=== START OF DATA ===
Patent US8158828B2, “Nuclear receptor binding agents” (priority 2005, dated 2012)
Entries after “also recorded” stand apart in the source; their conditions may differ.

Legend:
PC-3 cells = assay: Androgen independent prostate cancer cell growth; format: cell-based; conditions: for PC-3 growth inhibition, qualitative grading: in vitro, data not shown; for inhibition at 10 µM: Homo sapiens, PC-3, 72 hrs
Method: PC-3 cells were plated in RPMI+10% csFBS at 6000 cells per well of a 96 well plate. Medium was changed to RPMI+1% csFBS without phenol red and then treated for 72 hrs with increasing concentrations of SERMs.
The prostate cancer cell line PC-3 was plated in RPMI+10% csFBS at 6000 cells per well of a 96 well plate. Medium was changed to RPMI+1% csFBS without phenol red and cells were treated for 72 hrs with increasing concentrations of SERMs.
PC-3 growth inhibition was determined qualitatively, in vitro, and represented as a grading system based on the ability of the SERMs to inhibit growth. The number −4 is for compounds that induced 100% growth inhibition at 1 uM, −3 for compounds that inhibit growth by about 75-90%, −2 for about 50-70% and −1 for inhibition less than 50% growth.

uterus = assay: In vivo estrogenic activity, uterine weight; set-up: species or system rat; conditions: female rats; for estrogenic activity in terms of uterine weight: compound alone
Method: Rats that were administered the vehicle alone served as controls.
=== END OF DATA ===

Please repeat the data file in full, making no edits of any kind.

Patent US8158828B2, “Nuclear receptor binding agents” (priority 2005, dated 2012)
Entries after “also recorded” stand apart in the source; their conditions may differ.

Legend:
PC-3 cells = assay: Androgen independent prostate cancer cell growth; format: cell-based; conditions: for PC-3 growth inhibition, qualitative grading: in vitro, data not shown; for inhibition at 10 µM: Homo sapiens, PC-3, 72 hrs
Method: PC-3 cells were plated in RPMI+10% csFBS at 6000 cells per well of a 96 well plate. Medium was changed to RPMI+1% csFBS without phenol red and then treated for 72 hrs with increasing concentrations of SERMs.
The prostate cancer cell line PC-3 was plated in RPMI+10% csFBS at 6000 cells per well of a 96 well plate. Medium was changed to RPMI+1% csFBS without phenol red and cells were treated for 72 hrs with increasing concentrations of SERMs.
PC-3 growth inhibition was determined qualitatively, in vitro, and represented as a grading system based on the ability of the SERMs to inhibit growth. The number −4 is for compounds that induced 100% growth inhibition at 1 uM, −3 for compounds that inhibit growth by about 75-90%, −2 for about 50-70% and −1 for inhibition less than 50% growth.

uterus = assay: In vivo estrogenic activity, uterine weight; set-up: species or system rat; conditions: female rats; for estrogenic activity in terms of uterine weight: compound alone
Method: Rats that were administered the vehicle alone served as controls.